The Pervasive and the Digital: Immersive Worlds in Four Interactive Artworks

The Pervasive and the Digital: Immersive Worlds in Four Interactive Artworks

Daniel Paul O'Brien
DOI: 10.4018/978-1-7998-4796-0.ch005
(Individual Chapters)
No Current Special Offers


This chapter discusses the trajectory of immersive story worlds by considering four distinct interactive artworks. Blast Theory's, A Machine to See With (2010), is a pervasive fictional experience that enables users, through the technology of their mobile phone, to become immersed within a fictional crime scenario across a real geographical setting. Their latter artwork app, Karen (2015), enables a different type of pervasive immersion through interstitial storytelling that incorporates the medium of the user's smartphone into the virtual narrative space. Dennis Del Favero's art project, Scenario (2011), and Extant's Flatland, by contrast, are interactive and immersive stories that take place in digital spaces that interface with the body in unique ways. This chapter will explore each of these artworks through original interviews the author has conducted with each of the artists.
Chapter Preview


The immersiveness of virtual worlds is ubiquitous in a digital age. Virtual presence through online activity, such as gaming, shopping, socializing, or any form of communication, merges and coexists a real-life user with a virtual other, dividing selfhood into a relationship of being both here in an actual world and there in a virtual world simultaneously. Theorists such as Don Ihde, Brian Massumi, Anna Munster, N. Katherine Hayles, Brian Rotman and Mark B.N. Hansen have discussed this corporeal split in their respective works and fields of research. This chapter utilises these theorists, particularly Hansen’s by considering the role of the body in the immersive worlds of interactive art.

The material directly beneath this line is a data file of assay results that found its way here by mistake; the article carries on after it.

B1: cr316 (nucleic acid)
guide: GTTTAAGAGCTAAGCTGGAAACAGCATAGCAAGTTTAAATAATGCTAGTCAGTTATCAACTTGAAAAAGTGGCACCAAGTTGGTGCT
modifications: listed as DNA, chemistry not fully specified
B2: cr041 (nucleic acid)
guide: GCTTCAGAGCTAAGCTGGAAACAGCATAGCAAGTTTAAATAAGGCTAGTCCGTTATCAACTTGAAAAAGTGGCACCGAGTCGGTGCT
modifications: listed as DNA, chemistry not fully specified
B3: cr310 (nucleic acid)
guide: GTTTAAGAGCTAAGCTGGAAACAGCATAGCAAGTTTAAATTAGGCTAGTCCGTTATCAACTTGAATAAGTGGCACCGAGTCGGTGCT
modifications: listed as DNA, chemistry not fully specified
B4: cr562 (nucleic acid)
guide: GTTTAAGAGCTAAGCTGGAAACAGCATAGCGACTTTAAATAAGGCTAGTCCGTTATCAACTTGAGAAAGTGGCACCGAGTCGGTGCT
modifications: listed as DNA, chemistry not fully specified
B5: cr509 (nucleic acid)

As Hansen asserts in New Philosophy for New Media, immersive worlds such as virtual reality environments, comprise of a negotiation or mergence between that of a user’s body as it becomes enfolded into a virtual dataspace (Hansen, 2004, p. 162). This type of immersiveness, as Hansen notes, produces a “dynamic coupling of body and image, where the body transforms the medium as the medium transforms the body” (Hansen, 2004, p. 186).

Within this chapter the author adopts Hansen’s corporeal understanding of interactive art to consider four artworks that similarly hybridize the user’s active body within an immersive world to create narrative experiences. These worlds are Blast Theory’s A Machine to See With (2010), Karen (2015), Dennis Del Favero’s Scenario (2011) and Extant’s Flatland. In each artwork a coproduction between a body and a technology forms an interactive world, a world that falls in line with Oliver Grau’s writings on immersion.

In Virtual Art: From Illusion to Immersion, Grau states that “immersion is mentally absorbing and a process, a change, a passage from one mental state to another. It is characterized by diminishing critical distance to what is shown and increasing emotional involvement in what is happening” (Grau, 2003, p. 13). This chapter’s particular interest in interactive digital art, rather than cinema or television as a site for immersion also follows Grau’s reasoning. Immersive media such as paintings, the cinema or television, as Grau asserts, “are delimited by a frame that is apparent to the observer” (Grau, 2003, p. 14), which to some extent leaves the observer outside of it. Interactive art by contrast puts a person inside a world by transcending them from an observer to a user, an active body with agency inside a world. As Ryszard Kluszczyński has noted, in interactive art an artist does not make a finished piece of work that is watched but rather, “produces an area of activity for the receivers, whose interactive actions bring to life an artwork-event” (Kluszczynski, 2010). Consequentially, an experience is co- shaped by a user and an artist. This is the very reason as to why the methodological approach of this chapter is similarly co-shaped through interviews between the author and interactive artwork designers.

Complete Chapter List

Search this Book: